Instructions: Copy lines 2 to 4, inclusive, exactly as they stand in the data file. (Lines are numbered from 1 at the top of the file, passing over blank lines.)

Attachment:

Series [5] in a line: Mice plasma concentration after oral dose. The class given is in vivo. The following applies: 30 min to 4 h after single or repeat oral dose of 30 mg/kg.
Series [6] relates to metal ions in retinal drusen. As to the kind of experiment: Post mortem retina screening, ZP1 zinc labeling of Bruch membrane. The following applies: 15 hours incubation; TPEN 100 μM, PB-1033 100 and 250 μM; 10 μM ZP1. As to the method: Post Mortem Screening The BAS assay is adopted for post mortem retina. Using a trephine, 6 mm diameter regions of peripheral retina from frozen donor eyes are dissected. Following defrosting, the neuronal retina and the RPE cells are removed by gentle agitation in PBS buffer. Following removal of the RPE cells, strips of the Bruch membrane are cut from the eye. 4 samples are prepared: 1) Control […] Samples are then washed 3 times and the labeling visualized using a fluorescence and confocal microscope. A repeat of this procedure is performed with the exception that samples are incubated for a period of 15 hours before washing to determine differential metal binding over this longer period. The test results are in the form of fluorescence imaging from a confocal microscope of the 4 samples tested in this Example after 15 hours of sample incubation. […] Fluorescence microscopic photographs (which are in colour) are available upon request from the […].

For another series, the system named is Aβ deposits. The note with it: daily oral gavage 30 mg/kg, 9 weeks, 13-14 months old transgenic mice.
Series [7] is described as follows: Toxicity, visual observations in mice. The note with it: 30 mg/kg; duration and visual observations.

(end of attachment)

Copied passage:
Series [6] relates to metal ions in retinal drusen. As to the kind of experiment: Post mortem retina screening, ZP1 zinc labeling of Bruch membrane. The following applies: 15 hours incubation; TPEN 100 μM, PB-1033 100 and 250 μM; 10 μM ZP1. As to the method: Post Mortem Screening The BAS assay is adopted for post mortem retina. Using a trephine, 6 mm diameter regions of peripheral retina from frozen donor eyes are dissected. Following defrosting, the neuronal retina and the RPE cells are removed by gentle agitation in PBS buffer. Following removal of the RPE cells, strips of the Bruch membrane are cut from the eye. 4 samples are prepared: 1) Control […] Samples are then washed 3 times and the labeling visualized using a fluorescence and confocal microscope. A repeat of this procedure is performed with the exception that samples are incubated for a period of 15 hours before washing to determine differential metal binding over this longer period. The test results are in the form of fluorescence imaging from a confocal microscope of the 4 samples tested in this Example after 15 hours of sample incubation. […] Fluorescence microscopic photographs (which are in colour) are available upon request from the […].

For another series, the system named is Aβ deposits. The note with it: daily oral gavage 30 mg/kg, 9 weeks, 13-14 months old transgenic mice.
Series [7] is described as follows: Toxicity, visual observations in mice. The note with it: 30 mg/kg; duration and visual observations.